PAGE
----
Top of Page
Skip main navigation

Impact of Drug Interactions on Angiotensin Converting Enzyme (ACE) Inhibitors in the United States, 2001 to 2003

Grant Winners

  • Leanne Lai, Ph.D. – College of Pharmacy
  • Sonnia M. Gharib, M.S. (Student) – College of Pharmacy
  • Hui Fang Huang "Angie" Su, Ed.D. – Abraham S. Fischler School of Education


  • Andres Malave – College of Pharmacy
  • H. Wells Singleton – Abraham S. Fischler School of Education


Award Winners

Objective: Our goal is to examine the impact of potential drug-drug interactions on Angiotensin Converting Enzyme (ACE) Inhibitors in the U.S. outpatient settings.

Methods: This project proposes a secondary data analysis using a national longitudinal database. Data will be extracted from the National Ambulatory Medical Care Survey (NAMCS) conducted by the National Center for Health Statistics from 2001 through 2003. The various significance ratings of drug interactions will be first classified from non-identifiable patient-specific medication records on the NAMCS database. A series of descriptive trend analyses will be performed to access the changes in the drug interaction prevalence of each ACE inhibitor. A multivariate logistic regression will be developed to examine how patient and physician characteristics, physician's interaction with the health system, and physician patient relationship impact the presence of drug interaction. All analyses will use SAS and SUDAAN statistical software. All significance tests are two-tailed with 0.05 alpha values.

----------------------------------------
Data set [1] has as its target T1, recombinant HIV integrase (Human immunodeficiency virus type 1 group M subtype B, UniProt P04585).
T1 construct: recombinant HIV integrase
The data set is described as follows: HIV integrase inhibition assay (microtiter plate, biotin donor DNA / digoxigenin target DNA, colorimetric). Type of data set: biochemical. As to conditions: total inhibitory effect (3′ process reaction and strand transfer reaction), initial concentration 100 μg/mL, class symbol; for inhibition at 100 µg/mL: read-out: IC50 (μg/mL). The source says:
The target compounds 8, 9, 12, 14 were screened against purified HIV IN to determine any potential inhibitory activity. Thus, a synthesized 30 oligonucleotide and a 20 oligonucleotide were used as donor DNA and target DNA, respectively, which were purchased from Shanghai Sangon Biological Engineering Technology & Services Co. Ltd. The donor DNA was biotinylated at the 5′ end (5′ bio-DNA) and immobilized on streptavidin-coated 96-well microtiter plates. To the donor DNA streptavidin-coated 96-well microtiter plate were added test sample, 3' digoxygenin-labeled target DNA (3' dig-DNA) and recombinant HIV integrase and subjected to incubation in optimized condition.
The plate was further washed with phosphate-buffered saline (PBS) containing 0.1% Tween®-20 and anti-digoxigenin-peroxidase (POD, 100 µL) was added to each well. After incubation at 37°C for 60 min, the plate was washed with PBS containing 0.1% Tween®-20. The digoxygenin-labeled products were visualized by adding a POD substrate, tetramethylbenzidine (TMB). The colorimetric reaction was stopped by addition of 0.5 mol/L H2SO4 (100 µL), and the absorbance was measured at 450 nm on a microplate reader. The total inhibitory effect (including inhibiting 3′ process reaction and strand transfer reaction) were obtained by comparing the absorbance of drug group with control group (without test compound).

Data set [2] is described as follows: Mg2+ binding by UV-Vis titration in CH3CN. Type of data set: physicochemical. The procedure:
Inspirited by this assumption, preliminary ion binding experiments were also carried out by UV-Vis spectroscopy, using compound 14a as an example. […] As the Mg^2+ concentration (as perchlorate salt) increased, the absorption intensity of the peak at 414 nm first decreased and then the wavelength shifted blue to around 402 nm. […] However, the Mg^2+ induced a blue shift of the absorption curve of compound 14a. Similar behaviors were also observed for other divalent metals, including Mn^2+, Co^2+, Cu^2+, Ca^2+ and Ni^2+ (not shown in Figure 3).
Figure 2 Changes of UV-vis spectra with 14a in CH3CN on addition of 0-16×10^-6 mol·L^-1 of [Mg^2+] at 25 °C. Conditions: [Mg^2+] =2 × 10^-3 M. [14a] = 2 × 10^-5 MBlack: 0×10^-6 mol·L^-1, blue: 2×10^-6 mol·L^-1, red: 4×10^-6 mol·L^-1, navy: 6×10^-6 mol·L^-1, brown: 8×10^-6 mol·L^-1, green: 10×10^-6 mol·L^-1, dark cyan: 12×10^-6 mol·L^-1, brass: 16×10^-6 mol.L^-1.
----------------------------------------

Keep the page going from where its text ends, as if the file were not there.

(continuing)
Expected Contributions: This pilot study develops a comprehensive analytical framework using the secondary data analysis based on national longitudinal database, which will serve as an important and effective tool for researchers to help better understand the epidemic. The findings of the project will provide the first national picture of how drug interactions impact ACE inhibitors in the U.S. outpatient settings. Such information would lead to significant implications for policy making and future research and, ultimately, improving patient safety.

Return to top of page